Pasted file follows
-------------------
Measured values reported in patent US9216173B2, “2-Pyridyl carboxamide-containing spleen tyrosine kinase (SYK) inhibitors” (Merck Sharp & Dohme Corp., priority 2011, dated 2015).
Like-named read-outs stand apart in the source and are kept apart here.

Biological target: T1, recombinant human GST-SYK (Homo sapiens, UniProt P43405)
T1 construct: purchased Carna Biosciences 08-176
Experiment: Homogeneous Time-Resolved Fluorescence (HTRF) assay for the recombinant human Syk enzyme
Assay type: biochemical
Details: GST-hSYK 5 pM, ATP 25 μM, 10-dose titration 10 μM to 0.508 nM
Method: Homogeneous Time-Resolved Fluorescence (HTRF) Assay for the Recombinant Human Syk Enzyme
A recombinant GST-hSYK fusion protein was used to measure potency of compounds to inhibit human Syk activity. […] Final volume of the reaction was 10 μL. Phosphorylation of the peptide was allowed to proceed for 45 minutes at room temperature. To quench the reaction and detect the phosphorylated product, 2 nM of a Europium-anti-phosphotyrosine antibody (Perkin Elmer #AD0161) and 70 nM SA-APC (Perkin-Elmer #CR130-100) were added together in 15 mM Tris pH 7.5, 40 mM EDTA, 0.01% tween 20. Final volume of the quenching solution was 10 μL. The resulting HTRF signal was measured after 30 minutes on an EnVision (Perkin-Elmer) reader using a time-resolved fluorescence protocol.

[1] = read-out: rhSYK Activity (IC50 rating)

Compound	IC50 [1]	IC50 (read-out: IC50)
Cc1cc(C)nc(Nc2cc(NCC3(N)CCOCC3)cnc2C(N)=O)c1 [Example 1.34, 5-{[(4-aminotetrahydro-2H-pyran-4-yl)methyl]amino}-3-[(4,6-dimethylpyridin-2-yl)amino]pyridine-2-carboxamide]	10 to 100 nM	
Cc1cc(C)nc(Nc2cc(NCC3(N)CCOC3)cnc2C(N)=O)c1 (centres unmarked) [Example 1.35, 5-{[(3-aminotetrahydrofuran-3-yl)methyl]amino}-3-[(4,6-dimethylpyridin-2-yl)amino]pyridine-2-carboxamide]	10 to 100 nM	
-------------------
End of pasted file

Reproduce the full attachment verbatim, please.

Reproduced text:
Measured values reported in patent US9216173B2, “2-Pyridyl carboxamide-containing spleen tyrosine kinase (SYK) inhibitors” (Merck Sharp & Dohme Corp., priority 2011, dated 2015).
Like-named read-outs stand apart in the source and are kept apart here.

Biological target: T1, recombinant human GST-SYK (Homo sapiens, UniProt P43405)
T1 construct: purchased Carna Biosciences 08-176
Experiment: Homogeneous Time-Resolved Fluorescence (HTRF) assay for the recombinant human Syk enzyme
Assay type: biochemical
Details: GST-hSYK 5 pM, ATP 25 μM, 10-dose titration 10 μM to 0.508 nM
Method: Homogeneous Time-Resolved Fluorescence (HTRF) Assay for the Recombinant Human Syk Enzyme
A recombinant GST-hSYK fusion protein was used to measure potency of compounds to inhibit human Syk activity. […] Final volume of the reaction was 10 μL. Phosphorylation of the peptide was allowed to proceed for 45 minutes at room temperature. To quench the reaction and detect the phosphorylated product, 2 nM of a Europium-anti-phosphotyrosine antibody (Perkin Elmer #AD0161) and 70 nM SA-APC (Perkin-Elmer #CR130-100) were added together in 15 mM Tris pH 7.5, 40 mM EDTA, 0.01% tween 20. Final volume of the quenching solution was 10 μL. The resulting HTRF signal was measured after 30 minutes on an EnVision (Perkin-Elmer) reader using a time-resolved fluorescence protocol.

[1] = read-out: rhSYK Activity (IC50 rating)

Compound	IC50 [1]	IC50 (read-out: IC50)
Cc1cc(C)nc(Nc2cc(NCC3(N)CCOCC3)cnc2C(N)=O)c1 [Example 1.34, 5-{[(4-aminotetrahydro-2H-pyran-4-yl)methyl]amino}-3-[(4,6-dimethylpyridin-2-yl)amino]pyridine-2-carboxamide]	10 to 100 nM	
Cc1cc(C)nc(Nc2cc(NCC3(N)CCOC3)cnc2C(N)=O)c1 (centres unmarked) [Example 1.35, 5-{[(3-aminotetrahydrofuran-3-yl)methyl]amino}-3-[(4,6-dimethylpyridin-2-yl)amino]pyridine-2-carboxamide]	10 to 100 nM	